Sustainability through technology and education.
Educating students using real-time data can create lasting behavioural change. We track the impact and inspire action.
Hands-on STEM education
Passionate outdoor enthusiasts and advocates for sustainability, the Zero Positive Founders identified an important opportunity to match their technology and measurement tools with an equally robust educational program. The Founders realised that behaviour change is a necessity if we are to achieve our climate targets.
Along with the rest of the team behind Zero Positive, they set out to empower young people to improve the future of our planet. With data as the foundation, an entire curriculum of activities has been designed to cover science, technology, engineering and mathematics learning areas, amongst others - making it easy for schools to both teach and take action for a sustainable future.
Innovative technology to measure sustainability efforts
The Zero Positive program traces its origins back to 2002, when Vicky Mills (CEO) and her partner Rob Breuer began designing technology to capture and analyse energy data from solar panels.
In the years since, Vicky and Rob have remained committed to this important technology, continuing to grow and refine the capabilities of their system.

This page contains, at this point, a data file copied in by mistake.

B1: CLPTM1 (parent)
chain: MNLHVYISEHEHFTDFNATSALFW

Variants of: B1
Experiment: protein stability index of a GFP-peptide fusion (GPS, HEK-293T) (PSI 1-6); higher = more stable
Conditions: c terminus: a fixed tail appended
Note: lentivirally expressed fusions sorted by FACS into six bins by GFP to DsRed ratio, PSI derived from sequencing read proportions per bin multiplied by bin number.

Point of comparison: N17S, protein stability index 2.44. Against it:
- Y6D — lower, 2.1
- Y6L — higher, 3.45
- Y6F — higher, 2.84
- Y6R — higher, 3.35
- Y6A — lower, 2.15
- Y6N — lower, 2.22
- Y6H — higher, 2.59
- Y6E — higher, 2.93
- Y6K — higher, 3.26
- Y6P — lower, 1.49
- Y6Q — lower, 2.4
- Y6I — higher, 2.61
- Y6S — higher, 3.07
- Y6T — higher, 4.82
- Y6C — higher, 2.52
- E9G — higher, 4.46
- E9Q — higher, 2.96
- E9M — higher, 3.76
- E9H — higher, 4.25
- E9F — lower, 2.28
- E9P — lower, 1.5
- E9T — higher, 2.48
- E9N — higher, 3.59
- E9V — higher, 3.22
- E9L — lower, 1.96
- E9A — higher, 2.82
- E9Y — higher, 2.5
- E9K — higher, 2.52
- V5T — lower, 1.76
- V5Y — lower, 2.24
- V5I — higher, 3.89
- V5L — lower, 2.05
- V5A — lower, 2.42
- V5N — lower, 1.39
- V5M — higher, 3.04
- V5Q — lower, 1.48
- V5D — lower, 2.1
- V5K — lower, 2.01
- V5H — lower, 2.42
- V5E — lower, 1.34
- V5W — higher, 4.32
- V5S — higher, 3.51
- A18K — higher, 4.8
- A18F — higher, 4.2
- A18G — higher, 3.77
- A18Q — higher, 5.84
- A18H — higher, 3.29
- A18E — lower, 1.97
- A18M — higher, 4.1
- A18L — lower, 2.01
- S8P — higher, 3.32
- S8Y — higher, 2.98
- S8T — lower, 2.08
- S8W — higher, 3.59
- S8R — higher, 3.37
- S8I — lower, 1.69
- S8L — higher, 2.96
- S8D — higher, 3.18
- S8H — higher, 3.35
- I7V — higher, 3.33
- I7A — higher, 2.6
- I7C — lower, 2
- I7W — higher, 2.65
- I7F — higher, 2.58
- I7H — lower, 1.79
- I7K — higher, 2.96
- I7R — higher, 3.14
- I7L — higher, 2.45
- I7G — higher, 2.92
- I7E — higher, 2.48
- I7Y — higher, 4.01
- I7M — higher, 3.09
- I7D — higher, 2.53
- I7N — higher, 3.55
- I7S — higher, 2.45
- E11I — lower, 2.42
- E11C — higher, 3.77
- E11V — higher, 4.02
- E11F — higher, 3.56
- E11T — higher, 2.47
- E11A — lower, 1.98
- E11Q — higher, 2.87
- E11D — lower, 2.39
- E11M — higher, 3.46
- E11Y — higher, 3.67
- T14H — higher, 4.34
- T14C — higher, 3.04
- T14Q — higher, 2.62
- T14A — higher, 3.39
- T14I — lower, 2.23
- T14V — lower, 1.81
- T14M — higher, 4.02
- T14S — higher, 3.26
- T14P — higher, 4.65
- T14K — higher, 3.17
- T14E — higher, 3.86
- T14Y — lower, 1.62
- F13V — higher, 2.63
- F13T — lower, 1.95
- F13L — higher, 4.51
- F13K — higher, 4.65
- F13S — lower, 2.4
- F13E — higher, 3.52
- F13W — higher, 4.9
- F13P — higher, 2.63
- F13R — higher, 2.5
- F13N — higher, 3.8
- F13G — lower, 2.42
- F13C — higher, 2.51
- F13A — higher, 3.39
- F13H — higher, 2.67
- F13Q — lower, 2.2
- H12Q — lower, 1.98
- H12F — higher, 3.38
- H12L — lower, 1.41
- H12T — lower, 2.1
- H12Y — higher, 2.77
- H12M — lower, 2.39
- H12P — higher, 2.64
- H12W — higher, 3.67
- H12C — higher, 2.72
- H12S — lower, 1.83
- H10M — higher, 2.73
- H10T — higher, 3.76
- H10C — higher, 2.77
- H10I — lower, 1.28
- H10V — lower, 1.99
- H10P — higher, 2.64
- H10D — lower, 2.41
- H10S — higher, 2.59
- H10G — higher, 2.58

Here's why you should care, too.
Check out these facts about our planet's health.
Carbon dioxide (CO2) is an important heat-trapping (greenhouse) gas, which is released through human activities such as deforestation and burning fossil fuels, as well as natural processes such as respiration and volcanic eruptions.
The graph shows CO2 levels during the last three glacial cycles, as reconstructed from ice cores. As you can see, this is far from a ‘normal’ cycle.
17 of the 18 warmest years in the 136-year record all have occurred since 2001, with the exception of 1998.
This graph illustrates the change in global surface temperature relative to 1951-1980 average temperatures.
Arctic Sea Ice Minimum
Arctic sea ice reaches its minimum each September — now declining at a rate of 13.2% per decade, relative to the 1981 to 2010 average.
This graph shows the average monthly Arctic sea ice extent each September since 1979, derived from satellite observations.
Data from NASA's GRACE satellites shows that the land ice sheets in Antarctica have been losing mass since 2002. The ice sheets have seen an acceleration of ice mass loss since 2009.
Sea level rise is caused primarily by two factors related to global warming: the added water from melting ice sheets and glaciers and the expansion of sea water as it warms.
The graph tracks the change in sea level since 1993, as observed by satellites.